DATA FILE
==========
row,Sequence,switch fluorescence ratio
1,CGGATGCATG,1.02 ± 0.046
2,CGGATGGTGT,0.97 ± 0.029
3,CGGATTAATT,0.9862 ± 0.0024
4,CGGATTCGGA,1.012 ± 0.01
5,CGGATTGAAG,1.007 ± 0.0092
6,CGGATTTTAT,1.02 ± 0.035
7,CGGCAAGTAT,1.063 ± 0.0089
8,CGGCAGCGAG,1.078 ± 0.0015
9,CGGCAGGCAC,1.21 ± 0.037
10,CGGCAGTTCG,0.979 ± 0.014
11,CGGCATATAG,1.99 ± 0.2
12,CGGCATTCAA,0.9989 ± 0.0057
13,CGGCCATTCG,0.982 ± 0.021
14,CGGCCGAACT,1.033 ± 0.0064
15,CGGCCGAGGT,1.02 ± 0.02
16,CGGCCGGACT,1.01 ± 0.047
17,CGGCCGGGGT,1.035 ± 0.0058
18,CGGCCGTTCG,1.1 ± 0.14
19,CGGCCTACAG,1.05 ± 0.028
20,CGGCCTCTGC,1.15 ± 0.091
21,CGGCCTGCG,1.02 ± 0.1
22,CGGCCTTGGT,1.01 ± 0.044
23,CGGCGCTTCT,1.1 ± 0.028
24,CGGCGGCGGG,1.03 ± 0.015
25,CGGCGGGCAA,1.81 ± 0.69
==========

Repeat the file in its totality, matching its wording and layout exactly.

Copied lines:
row,Sequence,switch fluorescence ratio
1,CGGATGCATG,1.02 ± 0.046
2,CGGATGGTGT,0.97 ± 0.029
3,CGGATTAATT,0.9862 ± 0.0024
4,CGGATTCGGA,1.012 ± 0.01
5,CGGATTGAAG,1.007 ± 0.0092
6,CGGATTTTAT,1.02 ± 0.035
7,CGGCAAGTAT,1.063 ± 0.0089
8,CGGCAGCGAG,1.078 ± 0.0015
9,CGGCAGGCAC,1.21 ± 0.037
10,CGGCAGTTCG,0.979 ± 0.014
11,CGGCATATAG,1.99 ± 0.2
12,CGGCATTCAA,0.9989 ± 0.0057
13,CGGCCATTCG,0.982 ± 0.021
14,CGGCCGAACT,1.033 ± 0.0064
15,CGGCCGAGGT,1.02 ± 0.02
16,CGGCCGGACT,1.01 ± 0.047
17,CGGCCGGGGT,1.035 ± 0.0058
18,CGGCCGTTCG,1.1 ± 0.14
19,CGGCCTACAG,1.05 ± 0.028
20,CGGCCTCTGC,1.15 ± 0.091
21,CGGCCTGCG,1.02 ± 0.1
22,CGGCCTTGGT,1.01 ± 0.044
23,CGGCGCTTCT,1.1 ± 0.028
24,CGGCGGCGGG,1.03 ± 0.015
25,CGGCGGGCAA,1.81 ± 0.69